The 3 Biggest Mistakes People Make When Considering The Cost Of Loft Conversions
Loft conversions are not necessarily the cheapest way of extending your home, but their cost should be offset against the plusses they bring to the table – you don’t lose any garden, as you do with a conservatory or extension; you have no problem with issues like ancient lights with your neighbours, although you may need to consider party wall legislation and finally they are quick to complete as using the Loftus design and build ProFastBuild system you could have a whole new floor on your house in three weeks from the start of the work.
There are cost issues, though, that some people fail to take into account – bearing them in mind from the beginning will prevent disappointment.
1. Don’t forget the furnishings!
When you have a loft conversion, costs don’t end with what you pay the builder. This is a whole new floor you have added to your house and it will need to be furnished appropriately. If you are adding a bathroom, most of the outlay will be the attic conversion costs, as all of the sanitary ware, tiling etc will be part of the quotation. All you will need is a bath mat and some soap! But if your additional room is to be a bedroom or a study, you must calculate these additional costs in, or you might find your budget is not enough and that would be a shame after all your planning.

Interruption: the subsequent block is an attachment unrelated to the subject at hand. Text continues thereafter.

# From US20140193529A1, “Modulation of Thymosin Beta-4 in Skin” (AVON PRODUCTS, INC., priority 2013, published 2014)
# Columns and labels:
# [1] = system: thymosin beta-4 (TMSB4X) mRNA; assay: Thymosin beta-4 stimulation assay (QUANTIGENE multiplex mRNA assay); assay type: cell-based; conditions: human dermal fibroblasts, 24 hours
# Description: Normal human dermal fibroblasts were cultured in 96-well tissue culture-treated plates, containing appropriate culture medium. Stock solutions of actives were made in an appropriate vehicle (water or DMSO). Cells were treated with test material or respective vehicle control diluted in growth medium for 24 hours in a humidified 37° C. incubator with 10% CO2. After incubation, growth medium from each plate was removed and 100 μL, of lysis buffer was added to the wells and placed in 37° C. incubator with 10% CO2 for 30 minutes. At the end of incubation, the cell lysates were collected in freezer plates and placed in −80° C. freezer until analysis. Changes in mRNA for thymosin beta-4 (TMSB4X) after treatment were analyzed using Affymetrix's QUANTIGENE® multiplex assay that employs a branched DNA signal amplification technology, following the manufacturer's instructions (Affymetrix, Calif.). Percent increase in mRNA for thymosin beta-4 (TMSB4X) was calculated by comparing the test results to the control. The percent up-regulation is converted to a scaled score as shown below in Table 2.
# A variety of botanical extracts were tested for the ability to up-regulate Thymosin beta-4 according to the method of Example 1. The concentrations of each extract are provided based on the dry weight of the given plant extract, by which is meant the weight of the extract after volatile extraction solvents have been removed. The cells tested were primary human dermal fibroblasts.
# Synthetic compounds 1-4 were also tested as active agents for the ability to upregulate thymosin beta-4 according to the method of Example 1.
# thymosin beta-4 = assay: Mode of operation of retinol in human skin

2. Don’t go for the cheapest.
The cost of loft conversions in London varies widely, but you should be prepared for a final bill in the region of £30,000 which is actually not so much when compared with the cost of the average property. Nevertheless, most people are sensible and shop around. The trick is to make sure that if you go for a lower quote you are not doing so at the expense of quality.
Some companies, for example, may quote low but it is only when you check the small print – or, in the worst case scenario, when the builders are packing to go home – that you discover that the loft stairs were not included in the price and you have a lovely room but the only access is a ladder. Checking the small print may seem tedious, but to make sure your projected loft conversion costs will cover everything, it is time well spent.
3. Is the rest of the house worth the outlay?
The cost of loft conversions is not negligible by any means and so before you embark on the project, make sure the rest of the house makes the outlay worthwhile. If the houses around you are not going for very much money when they sell and your mortgage is at about that level, you should think very carefully before extending into the loft. You may decide to go ahead anyway, as the extra space may be worth more than just money to you; it is just something you need to consider.
By far the best method of determining the cost of a loft conversion is to get a quote.
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